Republican presidential front-runner Donald Trump had a new target on Sunday, calling fellow White House contender Ted Cruz a "a little bit of a maniac" as the U.S. senator surpassed him in an Iowa presidential poll.
Cruz's dogged pursuit of conservative Iowa voters has paid off in the form of a 10-point lead over Trump in the state with one of the earliest presidential contests.
Unlike the other Republicans in the 2016 White House race, the U.S. senator from Texas has embraced Trump and avoided public criticism of the popular candidate.
But last week he questioned Trump's judgment at a private fundraiser, according to the New York Times, after the billionaire businessman advocated temporarily banning Muslims from entering the United States.
That got Trump's attention.
"I don't think he is qualified to be president," Trump said on "Fox News Sunday."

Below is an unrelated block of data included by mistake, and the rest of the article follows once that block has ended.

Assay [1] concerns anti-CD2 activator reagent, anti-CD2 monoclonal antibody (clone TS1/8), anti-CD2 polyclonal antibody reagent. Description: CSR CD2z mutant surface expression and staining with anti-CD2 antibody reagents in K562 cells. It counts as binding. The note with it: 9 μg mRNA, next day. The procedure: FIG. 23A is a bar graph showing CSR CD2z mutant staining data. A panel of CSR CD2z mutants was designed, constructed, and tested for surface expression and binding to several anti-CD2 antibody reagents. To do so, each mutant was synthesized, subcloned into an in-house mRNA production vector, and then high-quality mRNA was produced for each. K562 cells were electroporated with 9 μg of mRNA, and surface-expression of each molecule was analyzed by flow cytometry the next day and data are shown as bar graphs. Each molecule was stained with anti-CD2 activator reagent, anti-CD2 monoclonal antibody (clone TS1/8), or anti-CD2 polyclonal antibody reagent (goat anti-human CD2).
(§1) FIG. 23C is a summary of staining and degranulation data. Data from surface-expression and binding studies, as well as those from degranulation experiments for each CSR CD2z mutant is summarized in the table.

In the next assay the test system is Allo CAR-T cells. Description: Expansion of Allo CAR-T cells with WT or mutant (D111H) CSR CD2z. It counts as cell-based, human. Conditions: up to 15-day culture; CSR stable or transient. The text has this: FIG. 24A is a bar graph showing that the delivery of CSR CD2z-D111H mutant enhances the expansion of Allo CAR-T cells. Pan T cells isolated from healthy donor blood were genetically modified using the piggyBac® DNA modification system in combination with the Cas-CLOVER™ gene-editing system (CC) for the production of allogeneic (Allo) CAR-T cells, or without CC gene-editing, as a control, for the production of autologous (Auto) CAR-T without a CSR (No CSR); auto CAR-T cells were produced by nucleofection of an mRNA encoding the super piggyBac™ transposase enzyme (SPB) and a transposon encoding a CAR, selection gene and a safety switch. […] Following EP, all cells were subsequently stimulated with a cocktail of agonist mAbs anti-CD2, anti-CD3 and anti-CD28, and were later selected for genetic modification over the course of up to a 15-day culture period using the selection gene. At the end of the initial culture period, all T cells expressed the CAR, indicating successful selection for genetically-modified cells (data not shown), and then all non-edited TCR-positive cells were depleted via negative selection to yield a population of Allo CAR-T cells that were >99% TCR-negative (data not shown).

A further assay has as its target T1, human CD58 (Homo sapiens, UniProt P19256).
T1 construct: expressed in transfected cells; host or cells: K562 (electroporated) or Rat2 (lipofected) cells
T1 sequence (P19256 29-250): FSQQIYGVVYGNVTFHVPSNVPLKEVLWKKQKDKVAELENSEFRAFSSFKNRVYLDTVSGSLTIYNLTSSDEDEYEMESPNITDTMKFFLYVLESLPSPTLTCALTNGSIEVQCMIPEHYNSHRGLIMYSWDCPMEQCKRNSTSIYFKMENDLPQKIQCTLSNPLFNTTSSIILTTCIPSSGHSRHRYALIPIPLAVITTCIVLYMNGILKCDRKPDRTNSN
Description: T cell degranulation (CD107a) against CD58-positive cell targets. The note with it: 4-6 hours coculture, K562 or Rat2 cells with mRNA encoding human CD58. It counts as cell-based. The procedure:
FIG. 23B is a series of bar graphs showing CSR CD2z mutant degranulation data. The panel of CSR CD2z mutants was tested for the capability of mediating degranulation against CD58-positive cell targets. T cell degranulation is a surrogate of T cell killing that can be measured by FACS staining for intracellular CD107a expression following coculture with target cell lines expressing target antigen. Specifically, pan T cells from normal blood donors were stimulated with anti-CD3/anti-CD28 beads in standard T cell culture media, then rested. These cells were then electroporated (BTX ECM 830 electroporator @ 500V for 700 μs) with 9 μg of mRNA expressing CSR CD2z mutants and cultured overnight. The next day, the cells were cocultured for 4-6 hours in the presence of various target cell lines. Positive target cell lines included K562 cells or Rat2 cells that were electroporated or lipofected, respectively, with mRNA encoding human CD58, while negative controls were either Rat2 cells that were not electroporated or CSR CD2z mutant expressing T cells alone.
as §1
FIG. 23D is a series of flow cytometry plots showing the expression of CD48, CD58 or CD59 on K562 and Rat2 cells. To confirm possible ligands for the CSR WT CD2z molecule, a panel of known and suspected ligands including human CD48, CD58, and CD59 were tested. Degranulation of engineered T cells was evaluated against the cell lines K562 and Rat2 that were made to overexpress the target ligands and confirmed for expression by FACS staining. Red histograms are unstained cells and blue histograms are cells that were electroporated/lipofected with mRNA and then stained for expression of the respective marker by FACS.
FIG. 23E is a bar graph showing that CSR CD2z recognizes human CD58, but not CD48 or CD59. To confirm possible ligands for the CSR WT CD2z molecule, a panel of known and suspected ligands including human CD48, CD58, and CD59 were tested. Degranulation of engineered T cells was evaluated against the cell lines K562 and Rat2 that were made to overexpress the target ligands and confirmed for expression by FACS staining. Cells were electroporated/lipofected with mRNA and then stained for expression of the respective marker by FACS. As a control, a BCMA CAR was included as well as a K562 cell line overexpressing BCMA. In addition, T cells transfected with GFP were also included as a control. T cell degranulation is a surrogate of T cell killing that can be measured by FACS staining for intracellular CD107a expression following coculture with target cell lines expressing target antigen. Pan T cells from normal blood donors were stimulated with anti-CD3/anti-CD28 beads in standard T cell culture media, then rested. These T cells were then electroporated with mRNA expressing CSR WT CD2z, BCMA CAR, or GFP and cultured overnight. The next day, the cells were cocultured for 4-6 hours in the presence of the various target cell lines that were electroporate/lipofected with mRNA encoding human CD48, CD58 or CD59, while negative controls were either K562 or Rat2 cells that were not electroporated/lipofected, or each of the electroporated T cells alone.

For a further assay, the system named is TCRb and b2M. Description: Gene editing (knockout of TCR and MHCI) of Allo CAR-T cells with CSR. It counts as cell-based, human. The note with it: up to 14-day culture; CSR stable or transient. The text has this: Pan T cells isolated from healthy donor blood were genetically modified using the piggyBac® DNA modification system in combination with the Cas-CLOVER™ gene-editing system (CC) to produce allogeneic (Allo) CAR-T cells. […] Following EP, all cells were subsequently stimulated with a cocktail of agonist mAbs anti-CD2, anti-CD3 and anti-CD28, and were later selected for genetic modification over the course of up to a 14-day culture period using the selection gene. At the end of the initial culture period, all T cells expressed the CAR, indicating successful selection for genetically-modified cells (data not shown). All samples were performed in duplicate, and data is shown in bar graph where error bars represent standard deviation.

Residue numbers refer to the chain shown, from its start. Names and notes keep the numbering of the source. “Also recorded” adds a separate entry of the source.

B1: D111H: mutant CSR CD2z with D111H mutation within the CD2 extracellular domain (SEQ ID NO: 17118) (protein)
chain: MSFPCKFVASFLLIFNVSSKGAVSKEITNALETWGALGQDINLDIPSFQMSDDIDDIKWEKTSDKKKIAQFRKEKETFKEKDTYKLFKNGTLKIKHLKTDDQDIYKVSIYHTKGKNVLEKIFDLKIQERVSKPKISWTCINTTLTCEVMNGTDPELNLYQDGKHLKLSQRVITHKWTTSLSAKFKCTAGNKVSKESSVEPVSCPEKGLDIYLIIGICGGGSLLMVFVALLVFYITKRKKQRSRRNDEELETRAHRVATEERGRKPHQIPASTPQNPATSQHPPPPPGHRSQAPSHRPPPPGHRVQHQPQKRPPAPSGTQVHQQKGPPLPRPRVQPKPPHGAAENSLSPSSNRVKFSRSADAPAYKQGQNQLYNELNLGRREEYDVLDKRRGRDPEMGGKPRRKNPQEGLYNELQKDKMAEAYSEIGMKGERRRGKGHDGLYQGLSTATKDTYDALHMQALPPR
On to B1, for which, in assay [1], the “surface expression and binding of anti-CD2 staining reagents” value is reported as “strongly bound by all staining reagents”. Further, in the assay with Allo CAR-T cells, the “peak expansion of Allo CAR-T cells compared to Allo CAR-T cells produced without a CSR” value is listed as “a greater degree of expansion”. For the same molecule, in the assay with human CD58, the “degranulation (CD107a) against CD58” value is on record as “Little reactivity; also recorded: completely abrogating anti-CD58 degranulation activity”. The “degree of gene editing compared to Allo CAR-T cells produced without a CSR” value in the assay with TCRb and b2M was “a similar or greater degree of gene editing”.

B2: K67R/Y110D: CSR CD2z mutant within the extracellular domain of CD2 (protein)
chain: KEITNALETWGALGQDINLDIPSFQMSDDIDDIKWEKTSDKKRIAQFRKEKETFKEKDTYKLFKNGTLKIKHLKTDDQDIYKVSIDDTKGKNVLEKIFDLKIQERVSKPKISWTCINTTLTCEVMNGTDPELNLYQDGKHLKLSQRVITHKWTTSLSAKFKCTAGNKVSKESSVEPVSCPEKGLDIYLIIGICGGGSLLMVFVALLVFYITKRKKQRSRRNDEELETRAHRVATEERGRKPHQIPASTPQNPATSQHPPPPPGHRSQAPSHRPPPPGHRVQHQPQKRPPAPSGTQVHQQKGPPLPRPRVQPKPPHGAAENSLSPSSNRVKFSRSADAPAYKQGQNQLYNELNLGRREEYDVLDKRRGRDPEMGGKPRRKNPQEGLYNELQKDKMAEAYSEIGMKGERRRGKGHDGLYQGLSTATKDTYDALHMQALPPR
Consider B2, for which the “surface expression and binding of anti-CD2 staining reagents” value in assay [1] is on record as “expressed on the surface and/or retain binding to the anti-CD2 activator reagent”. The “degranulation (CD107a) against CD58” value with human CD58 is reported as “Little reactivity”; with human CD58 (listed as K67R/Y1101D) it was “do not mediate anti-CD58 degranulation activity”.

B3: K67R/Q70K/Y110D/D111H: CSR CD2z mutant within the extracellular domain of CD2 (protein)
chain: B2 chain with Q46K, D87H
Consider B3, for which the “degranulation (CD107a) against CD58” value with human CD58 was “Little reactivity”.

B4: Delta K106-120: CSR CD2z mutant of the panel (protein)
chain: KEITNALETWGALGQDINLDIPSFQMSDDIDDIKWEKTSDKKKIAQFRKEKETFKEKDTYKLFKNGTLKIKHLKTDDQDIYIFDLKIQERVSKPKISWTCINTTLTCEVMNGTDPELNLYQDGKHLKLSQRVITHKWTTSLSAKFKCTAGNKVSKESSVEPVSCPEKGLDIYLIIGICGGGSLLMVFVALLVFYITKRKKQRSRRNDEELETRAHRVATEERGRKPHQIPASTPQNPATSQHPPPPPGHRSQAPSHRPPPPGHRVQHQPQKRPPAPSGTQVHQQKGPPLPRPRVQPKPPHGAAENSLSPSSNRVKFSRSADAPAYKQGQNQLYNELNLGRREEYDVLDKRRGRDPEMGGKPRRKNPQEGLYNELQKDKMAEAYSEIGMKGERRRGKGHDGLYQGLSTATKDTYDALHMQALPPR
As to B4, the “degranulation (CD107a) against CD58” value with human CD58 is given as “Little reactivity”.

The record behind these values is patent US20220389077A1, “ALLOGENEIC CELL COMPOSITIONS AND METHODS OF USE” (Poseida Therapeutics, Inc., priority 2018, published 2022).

"I don't think he has the right temperament. I don't think he's got the right judgment. When you look at the way he has dealt with the Senate, where he goes in there like a, you know, frankly, like a little bit of a maniac - You are never going to get things done that way."
Trump touted his ability to get along with liberals and conservatives and said that was the hallmark of the "world-class businessman" he is.
The incendiary front-runner, whose comments on Muslims drew widespread criticism but may not dent his lead in several national public opinion polls, made a sarcastic reference to Cruz's respectful treatment of him.
"He's been so nice to me. I mean I could be saying anything and he'd say, I agree I agree." Trump said on CNN's "State of the Union".
On the Fox program, he also criticized Cruz for talking about him behind his back.
Cruz rose to a 31 percent lead over Trump's 21 percent in an Iowa poll released on Saturday by the Des Moines Register and Bloomberg News, a 21-point jump from October.
His rise came at the expense of retired neurosurgeon Ben Carson, who dropped to third with 13 percent in the poll, while U.S. Senator Marco Rubio hovered at 10 percent. Jeb Bush was at 6 percent, a 1 percent increase from October.